The game is much less luck-based and more interactive than Hearthstone, it's colors are better balanced than classes, and the app is just a lot stabler and won't dc if you switch to check another app. The card art is consistently beautiful with a cohesive style (except for a couple random 3D-rendered cards — why?) and the soundtrack is dramatic and orchestral, alluding to Elder Scrolls soundtracks at times. There is a few hour long story mode to teach you the game mechanics that rewards players with new base decks and gives them a few choices in the narrative that correspond to one of two cards the choice rewards them with. After that there's a purchasable 40-card story expansion entitled Fall of the Dark Brotherhood.

    Finally, crucially, the game is just a lot more generous. Completing the story mode grants new players five decks (decks are 50-70 cards in this game and there is overlap in the starter card decks' card lists), enough gold to buy a sixth from the store, and one of two legendary cards. Everyone also gets one of 5 new decks from the Heroes of Skyrim expansion including a legendary. There are daily quests and a leveling system that reward gold and cards upgrades. The prices match Hearthstone, but each card pack includes 6 cards and ever 3 wins in standard gives a new card and some card crafting material.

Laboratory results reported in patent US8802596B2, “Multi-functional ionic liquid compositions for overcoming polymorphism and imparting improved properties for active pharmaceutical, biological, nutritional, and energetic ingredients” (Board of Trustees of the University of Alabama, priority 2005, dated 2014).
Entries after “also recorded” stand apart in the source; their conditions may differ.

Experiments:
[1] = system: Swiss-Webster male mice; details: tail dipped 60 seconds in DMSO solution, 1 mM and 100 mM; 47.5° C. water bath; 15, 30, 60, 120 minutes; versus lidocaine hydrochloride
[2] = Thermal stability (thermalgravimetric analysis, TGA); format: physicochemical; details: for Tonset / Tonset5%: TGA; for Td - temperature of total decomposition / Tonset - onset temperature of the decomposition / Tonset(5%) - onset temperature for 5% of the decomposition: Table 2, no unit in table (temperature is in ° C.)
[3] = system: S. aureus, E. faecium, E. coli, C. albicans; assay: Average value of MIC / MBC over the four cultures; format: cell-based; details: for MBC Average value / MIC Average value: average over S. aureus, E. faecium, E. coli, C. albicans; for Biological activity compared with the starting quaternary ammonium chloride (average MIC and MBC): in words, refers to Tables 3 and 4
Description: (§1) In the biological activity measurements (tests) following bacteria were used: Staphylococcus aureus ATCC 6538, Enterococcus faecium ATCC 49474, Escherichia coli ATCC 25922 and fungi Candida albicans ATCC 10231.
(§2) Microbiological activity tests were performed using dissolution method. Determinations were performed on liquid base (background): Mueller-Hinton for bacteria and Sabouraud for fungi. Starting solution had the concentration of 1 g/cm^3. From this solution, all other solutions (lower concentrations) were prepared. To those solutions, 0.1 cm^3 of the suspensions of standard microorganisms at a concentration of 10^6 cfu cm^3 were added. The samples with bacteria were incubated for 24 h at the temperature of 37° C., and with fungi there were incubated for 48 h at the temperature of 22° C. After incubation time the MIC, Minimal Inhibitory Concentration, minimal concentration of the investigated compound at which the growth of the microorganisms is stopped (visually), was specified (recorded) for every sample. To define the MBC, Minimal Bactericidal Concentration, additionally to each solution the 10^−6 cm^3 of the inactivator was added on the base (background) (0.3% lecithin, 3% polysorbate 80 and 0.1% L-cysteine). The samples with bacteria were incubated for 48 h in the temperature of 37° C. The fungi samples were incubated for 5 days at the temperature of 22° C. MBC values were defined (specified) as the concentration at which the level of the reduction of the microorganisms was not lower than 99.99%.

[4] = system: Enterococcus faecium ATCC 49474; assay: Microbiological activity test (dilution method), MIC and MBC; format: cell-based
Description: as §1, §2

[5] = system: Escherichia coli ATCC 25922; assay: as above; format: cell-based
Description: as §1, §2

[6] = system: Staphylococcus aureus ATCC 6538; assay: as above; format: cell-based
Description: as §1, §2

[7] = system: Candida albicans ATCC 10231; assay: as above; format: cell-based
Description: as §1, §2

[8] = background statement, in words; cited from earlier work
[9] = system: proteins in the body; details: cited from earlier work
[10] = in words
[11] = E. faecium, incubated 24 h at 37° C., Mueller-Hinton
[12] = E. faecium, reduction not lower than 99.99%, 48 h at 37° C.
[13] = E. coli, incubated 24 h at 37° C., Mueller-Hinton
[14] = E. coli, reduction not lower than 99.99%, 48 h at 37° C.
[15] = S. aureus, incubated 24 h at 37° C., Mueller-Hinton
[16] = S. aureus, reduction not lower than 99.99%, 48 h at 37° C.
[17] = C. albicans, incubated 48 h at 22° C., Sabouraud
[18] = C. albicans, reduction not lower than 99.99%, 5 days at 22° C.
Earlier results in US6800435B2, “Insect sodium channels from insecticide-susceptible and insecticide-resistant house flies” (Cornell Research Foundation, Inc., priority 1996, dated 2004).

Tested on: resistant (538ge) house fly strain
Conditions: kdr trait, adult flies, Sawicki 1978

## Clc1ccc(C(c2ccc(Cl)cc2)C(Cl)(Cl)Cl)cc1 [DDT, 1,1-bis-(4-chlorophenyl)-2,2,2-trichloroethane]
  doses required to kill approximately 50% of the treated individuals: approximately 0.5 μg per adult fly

Keywords (Hearthstone / MTG equivalents in parentheses)

    • Beast Form: This creature changes into a werewolf if it is in play when an opponent's rune is broken.

    • Breakthrough (Trample): Excess damage when attacking creatures is dealt to your opponent's health total.

    • Charge (Charge/Haste): This creature ignores summoning sickness and can attack on the turn it is played.

    • Cover (Stealth): This creature cannot be attacked by other creatures for one turn.

    • Drain (Lifesteal/Lifelink): Damage dealt by this creature on its owner's turn heals that player by the same amount.

    • Guard (Taunt): Enemy creatures in the same lane cannot attack the owner's creatures without guard or attack the owner directly.

    • Last Gasp (Deathrattle): On death effect.

    • Lethal (Poisonous/Deathtouch): Any amount of damage dealt by this minion destroys a creature outright.

    • Pilfer: Effect on attacking the other player directly.

    • Prophecy (Flash): If a prophecy card is drawn from a rune break it can be played for no magicka cost interrupting the opponent's turn before giving them back control.